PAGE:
Mitsubishi Heavy Industries said Tuesday it had abandoned its struggling project to develop a passenger plane, a decade after the jet was due for commercial rollout.
The Japanese company said its SpaceJet, which suffered repeated delivery delays and technical glitches, had "failed to confirm sufficient business viability".
The development of the twin-engine plane for short flights had marked a new chapter for Japan's aviation sector, which last launched a commercial airliner in 1962.
But the project -- started in 2008 under the name Mitsubishi Regional Jet, with the first deliveries planned for 2013 -- had big trouble getting off the ground.
Some test flights were aborted because of air conditioning defects and other software problems, and the delays meant revisions to the original design were required.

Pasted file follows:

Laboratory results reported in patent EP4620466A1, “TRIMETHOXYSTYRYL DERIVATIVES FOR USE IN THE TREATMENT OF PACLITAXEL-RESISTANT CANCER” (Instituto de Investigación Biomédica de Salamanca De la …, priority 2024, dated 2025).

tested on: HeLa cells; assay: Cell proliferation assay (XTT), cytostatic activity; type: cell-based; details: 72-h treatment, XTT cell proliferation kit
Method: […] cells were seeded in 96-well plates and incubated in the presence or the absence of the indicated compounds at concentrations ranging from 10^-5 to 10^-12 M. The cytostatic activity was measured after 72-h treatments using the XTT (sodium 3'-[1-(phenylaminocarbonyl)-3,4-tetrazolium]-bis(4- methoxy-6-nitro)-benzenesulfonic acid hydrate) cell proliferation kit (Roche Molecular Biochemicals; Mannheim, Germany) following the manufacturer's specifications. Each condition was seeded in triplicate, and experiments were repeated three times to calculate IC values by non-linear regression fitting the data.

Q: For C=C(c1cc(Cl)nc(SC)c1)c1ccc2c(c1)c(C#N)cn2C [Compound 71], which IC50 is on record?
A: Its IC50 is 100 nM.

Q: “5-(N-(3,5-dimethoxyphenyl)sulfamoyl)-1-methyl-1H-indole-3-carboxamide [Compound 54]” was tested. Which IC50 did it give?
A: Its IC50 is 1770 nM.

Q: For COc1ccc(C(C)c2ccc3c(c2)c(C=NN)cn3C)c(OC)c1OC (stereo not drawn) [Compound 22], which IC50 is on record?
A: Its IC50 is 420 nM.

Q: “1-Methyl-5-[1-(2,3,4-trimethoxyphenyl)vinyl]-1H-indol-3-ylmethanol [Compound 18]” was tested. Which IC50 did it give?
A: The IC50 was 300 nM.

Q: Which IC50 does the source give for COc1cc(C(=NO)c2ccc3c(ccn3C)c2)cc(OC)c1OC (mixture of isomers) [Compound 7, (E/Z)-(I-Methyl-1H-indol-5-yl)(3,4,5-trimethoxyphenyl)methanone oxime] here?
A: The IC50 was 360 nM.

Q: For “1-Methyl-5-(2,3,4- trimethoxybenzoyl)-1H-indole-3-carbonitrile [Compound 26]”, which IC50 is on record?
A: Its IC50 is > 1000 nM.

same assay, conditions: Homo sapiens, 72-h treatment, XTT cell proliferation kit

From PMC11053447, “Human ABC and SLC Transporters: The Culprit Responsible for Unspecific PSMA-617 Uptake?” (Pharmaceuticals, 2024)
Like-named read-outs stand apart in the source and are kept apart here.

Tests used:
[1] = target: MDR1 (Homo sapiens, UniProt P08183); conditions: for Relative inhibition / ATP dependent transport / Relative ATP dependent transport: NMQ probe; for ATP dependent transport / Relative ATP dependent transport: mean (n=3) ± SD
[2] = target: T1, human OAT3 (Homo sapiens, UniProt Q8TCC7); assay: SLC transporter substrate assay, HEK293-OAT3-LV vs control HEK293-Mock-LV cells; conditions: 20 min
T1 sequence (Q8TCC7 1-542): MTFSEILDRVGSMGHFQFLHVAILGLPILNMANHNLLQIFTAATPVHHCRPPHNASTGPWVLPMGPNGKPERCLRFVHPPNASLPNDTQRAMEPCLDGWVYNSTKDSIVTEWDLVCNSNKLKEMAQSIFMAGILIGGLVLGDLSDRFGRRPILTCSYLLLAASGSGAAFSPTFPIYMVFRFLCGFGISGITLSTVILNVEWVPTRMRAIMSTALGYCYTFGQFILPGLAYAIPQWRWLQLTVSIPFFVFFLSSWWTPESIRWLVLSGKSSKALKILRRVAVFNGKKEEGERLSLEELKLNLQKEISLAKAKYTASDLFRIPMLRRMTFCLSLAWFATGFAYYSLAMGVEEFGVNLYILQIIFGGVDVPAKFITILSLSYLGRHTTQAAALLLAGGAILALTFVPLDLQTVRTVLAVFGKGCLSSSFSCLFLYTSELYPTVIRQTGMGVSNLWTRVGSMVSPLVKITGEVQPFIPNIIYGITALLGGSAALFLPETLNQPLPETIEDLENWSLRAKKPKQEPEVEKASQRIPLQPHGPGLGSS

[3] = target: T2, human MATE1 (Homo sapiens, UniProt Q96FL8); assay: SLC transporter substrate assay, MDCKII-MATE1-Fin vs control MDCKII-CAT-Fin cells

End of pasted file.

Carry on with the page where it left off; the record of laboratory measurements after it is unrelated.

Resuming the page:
It was "difficult to obtain understanding and necessary cooperation from global partners", and "further extensive funding" was needed to get the plane's design approved, Mitsubishi Heavy said.
North American regulations, pilot shortages and the need to find "decarbonisation solutions" also contributed to the project's demise, the company said.
The jet programme, which was backed by the Japanese government and major firms including Toyota, changed its name to SpaceJet in 2019.
Mitsubishi Heavy said its decision "will have no material impact on MHI's financial results".
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